Nothing much mechanical is added until the car is on the 5th out of the 6 sections. Here, the car is put on a rotating cradle which allows easy access to the underside for fitting hydraulic pipes and fuel pump and other under-body components, but there's still nothing mechanical. Then, what they call the "marriage" takes place. A deceptively simple-looking assembly - the completed engine/transmission mounted on a sub-frame with the front axles and brakes and the rear differential mounted on its sub frame (steel for the 55/600, aluminium for the 350/500) with its half shafts and brakes - appears by the car. They drape a thick red plastic sheet over the engine to avoid it snagging other items in the car as it is raised on a hydraulic lift. A little shaking here and there and the engine inches into position. It's then a case of connecting up the hydraulics, cooling and electrical lines (lots of those!) and then the car moves to the final stages of production - adding the wheels, exhaust, cleaning the car, filling it with fluids and testing the roof for water leaks.

The engines for the V6 and V8 SL500 arrive from the engine plant in Sindelfingen near Stuttgart, the SL55 AMG engine from the AMG plant in Affalterbach and the V12 from a new plant in Berlin. The V12 engine in the engine bay of the SL600 is huge, though there's less to see than in the SL55 AMG.

There's an air of calm about the place, no banging and crashing and all physical effort is aided by powered lifts or machines. Typically, a technician may have a work tray he places in the car which he loads to contains the parts and tools he needs to complete the job. Many of the smaller components are added using a hand cordless driver just like you might buy at Home Depot. The technicians work in teams and regularly rotate the work they do to provide added interest to the job and also to make sure skills are available if people are off sick or on vacation. They work on wooden floors which are more compliant than concrete ones to easy the aches and pains. Younger people tend to work on the line, older people can be re-deployed to off-line work. Those on the line are not allowed to wear watches or jewellery to avoid damaging the cars and many wear gloves, some without fingers where finger-tip sensitivity is required to do the job. Outside the line, there's a constant stream of fork-lifts replenishing supplies. I counted about 36 brake pipes being delivered and stacked on a rack, enough for about 6 hours production, so that guy will have to be back before then.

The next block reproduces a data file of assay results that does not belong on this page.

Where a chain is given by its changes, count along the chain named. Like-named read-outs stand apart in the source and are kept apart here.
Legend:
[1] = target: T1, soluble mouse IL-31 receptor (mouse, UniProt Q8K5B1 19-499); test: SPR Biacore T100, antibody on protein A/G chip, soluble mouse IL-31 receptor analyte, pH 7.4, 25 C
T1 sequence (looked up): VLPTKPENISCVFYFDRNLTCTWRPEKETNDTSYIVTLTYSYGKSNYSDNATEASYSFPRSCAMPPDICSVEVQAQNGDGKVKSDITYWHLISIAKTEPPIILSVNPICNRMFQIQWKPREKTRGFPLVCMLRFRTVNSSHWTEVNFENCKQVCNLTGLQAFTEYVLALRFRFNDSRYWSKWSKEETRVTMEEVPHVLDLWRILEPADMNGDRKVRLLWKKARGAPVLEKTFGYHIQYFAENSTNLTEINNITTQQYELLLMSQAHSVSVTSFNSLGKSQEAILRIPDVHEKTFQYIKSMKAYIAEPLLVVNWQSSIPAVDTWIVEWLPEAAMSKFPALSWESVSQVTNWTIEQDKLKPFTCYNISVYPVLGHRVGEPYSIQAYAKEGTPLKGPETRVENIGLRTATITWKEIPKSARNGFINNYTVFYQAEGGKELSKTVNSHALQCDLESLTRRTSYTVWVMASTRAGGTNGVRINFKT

The SL is probably the most complex manufactured product most of us can buy and the processes involved in producing 155 of these things every day in a smoothly working sequence are deeply impressive. See it first hand and it's easy to see how making changes mid-model year which are not essential are avoided which may explain why it will be a while yet before we see any major changes to the car.

Next door, we saw the same process for the SLK which is obviously a much simpler car. Production is winding down now and there, under a protective cover, was the new SLK. The techician was persuaded to remove the cover just a little; the nose was under thick disguise but we were able to see the Fomula 1 look in the hood. The car is basically the same size and shape as the current car and is said to have the rotating rear window as in the SL. The interior is also much improved.

Next to that line were the first signs of the new line for the new car. Deliveries of lighting, racking, jigs all painted yellow. In the next few weeks, the close-out production of the SLK will shift to another building, this one will be closed to visitors and the frenetic activity of building the new line and test production will start. The car's due to be launched in March. These things take a long time...

My apologies for such long posts, but I hope you have found what we saw interesting.

Last edited by blueSL; 05-16-2003 at 05:42 AM.